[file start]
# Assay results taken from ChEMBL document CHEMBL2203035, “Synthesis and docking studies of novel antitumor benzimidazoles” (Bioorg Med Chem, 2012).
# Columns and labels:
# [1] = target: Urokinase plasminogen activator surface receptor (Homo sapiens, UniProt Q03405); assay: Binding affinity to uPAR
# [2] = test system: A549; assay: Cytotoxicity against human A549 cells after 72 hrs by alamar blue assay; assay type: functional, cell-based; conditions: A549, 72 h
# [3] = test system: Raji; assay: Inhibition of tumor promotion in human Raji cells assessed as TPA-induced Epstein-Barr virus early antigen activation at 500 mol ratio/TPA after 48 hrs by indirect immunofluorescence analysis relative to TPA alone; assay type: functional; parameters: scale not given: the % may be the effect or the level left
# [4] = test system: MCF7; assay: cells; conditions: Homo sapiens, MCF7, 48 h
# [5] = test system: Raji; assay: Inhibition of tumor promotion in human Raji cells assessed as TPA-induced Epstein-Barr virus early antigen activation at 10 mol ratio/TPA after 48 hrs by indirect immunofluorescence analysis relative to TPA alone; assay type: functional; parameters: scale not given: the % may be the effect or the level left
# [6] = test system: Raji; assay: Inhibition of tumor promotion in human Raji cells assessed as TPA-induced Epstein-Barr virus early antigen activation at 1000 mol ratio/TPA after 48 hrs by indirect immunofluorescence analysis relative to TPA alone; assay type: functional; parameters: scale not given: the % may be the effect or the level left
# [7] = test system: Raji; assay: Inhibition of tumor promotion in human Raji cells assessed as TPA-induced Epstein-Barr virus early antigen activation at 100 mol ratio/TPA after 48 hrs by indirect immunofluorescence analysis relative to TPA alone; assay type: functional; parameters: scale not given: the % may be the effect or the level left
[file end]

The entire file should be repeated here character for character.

# Assay results taken from ChEMBL document CHEMBL2203035, “Synthesis and docking studies of novel antitumor benzimidazoles” (Bioorg Med Chem, 2012).
# Columns and labels:
# [1] = target: Urokinase plasminogen activator surface receptor (Homo sapiens, UniProt Q03405); assay: Binding affinity to uPAR
# [2] = test system: A549; assay: Cytotoxicity against human A549 cells after 72 hrs by alamar blue assay; assay type: functional, cell-based; conditions: A549, 72 h
# [3] = test system: Raji; assay: Inhibition of tumor promotion in human Raji cells assessed as TPA-induced Epstein-Barr virus early antigen activation at 500 mol ratio/TPA after 48 hrs by indirect immunofluorescence analysis relative to TPA alone; assay type: functional; parameters: scale not given: the % may be the effect or the level left
# [4] = test system: MCF7; assay: cells; conditions: Homo sapiens, MCF7, 48 h
# [5] = test system: Raji; assay: Inhibition of tumor promotion in human Raji cells assessed as TPA-induced Epstein-Barr virus early antigen activation at 10 mol ratio/TPA after 48 hrs by indirect immunofluorescence analysis relative to TPA alone; assay type: functional; parameters: scale not given: the % may be the effect or the level left
# [6] = test system: Raji; assay: Inhibition of tumor promotion in human Raji cells assessed as TPA-induced Epstein-Barr virus early antigen activation at 1000 mol ratio/TPA after 48 hrs by indirect immunofluorescence analysis relative to TPA alone; assay type: functional; parameters: scale not given: the % may be the effect or the level left
# [7] = test system: Raji; assay: Inhibition of tumor promotion in human Raji cells assessed as TPA-induced Epstein-Barr virus early antigen activation at 100 mol ratio/TPA after 48 hrs by indirect immunofluorescence analysis relative to TPA alone; assay type: functional; parameters: scale not given: the % may be the effect or the level left